Authors' conclusions

The authors appeared to conclude that intradermal vaccine remained an attractive alternative to intramuscular vaccines. The authors also stated that seroprotection was highest among females and children, which suggested that these populations may be most appropriate for future intradermal vaccine developments.

CRD commentary

Inclusion criteria for the review were broadly defined. A limited search was undertaken for published articles in any language, which may mean that relevant unpublished studies were missed. Publication bias was not assessed. Two authors independently performed study selection to minimise selection bias. Only one author performed data extraction, which may have introduced error and bias to the analysis. Quality assessment was not based on a validated tool and no details were provided, which made quality assessment of the included studies difficult. Both a narrative synthesis and random-effects meta-analysis were undertaken. There was significant heterogeneity in the meta-analysis results, which the authors did not explore. The authors’ conclusions were difficult to disentangle from general discussion. The results of the meta-analysis demonstrated that intradermal vaccine offered lower seroprotection than that offered by intramuscular vaccine, which did not support the authors’ statement that intradermal vaccine remained an attractive alternative to intramuscular vaccine. Overall, the authors' results should be treated with caution as the review had several methodological flaws and the authors did not state a clear conclusion.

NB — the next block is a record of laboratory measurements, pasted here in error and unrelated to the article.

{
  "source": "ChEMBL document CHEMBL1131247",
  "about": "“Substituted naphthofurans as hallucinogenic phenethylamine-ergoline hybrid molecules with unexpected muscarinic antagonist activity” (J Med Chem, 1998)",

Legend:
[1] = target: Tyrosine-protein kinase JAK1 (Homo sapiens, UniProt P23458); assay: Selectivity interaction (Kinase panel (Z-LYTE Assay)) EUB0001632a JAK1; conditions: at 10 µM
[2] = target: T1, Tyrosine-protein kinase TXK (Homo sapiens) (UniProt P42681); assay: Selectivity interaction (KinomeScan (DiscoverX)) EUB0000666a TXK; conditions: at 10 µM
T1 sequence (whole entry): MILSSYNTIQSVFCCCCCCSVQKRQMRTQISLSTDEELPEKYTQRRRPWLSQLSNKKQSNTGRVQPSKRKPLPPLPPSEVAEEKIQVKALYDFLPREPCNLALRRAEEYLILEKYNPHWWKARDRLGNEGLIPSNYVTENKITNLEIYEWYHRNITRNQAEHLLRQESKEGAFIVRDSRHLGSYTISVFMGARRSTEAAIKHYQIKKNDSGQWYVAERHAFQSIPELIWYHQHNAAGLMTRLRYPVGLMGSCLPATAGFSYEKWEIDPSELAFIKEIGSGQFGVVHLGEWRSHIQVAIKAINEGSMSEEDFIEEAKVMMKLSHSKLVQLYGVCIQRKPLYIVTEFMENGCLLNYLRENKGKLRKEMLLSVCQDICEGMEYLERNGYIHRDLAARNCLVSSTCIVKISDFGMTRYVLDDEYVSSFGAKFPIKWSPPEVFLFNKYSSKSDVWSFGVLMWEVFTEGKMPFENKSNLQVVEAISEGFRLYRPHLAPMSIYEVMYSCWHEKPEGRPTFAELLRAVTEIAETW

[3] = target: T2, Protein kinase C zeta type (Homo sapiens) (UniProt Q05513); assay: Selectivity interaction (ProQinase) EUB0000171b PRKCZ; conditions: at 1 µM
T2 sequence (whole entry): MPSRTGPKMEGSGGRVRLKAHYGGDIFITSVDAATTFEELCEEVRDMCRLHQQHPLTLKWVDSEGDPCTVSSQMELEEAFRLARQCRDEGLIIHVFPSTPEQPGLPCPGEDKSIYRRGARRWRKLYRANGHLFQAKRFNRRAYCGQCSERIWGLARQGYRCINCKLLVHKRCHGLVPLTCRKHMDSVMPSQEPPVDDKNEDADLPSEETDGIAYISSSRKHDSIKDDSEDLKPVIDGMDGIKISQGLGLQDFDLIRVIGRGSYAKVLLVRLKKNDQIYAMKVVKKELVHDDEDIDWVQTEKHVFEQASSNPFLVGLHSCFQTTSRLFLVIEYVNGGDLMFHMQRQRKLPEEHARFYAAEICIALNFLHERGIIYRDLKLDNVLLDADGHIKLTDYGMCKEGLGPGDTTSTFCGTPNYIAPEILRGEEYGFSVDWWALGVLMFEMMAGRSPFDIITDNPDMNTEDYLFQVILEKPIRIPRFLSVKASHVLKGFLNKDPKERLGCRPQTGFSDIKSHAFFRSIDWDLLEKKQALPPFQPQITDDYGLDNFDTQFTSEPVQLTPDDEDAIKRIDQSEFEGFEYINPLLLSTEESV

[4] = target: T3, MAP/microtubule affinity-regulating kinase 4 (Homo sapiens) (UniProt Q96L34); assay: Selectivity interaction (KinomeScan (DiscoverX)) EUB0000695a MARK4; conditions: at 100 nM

Implications of the review for practice and research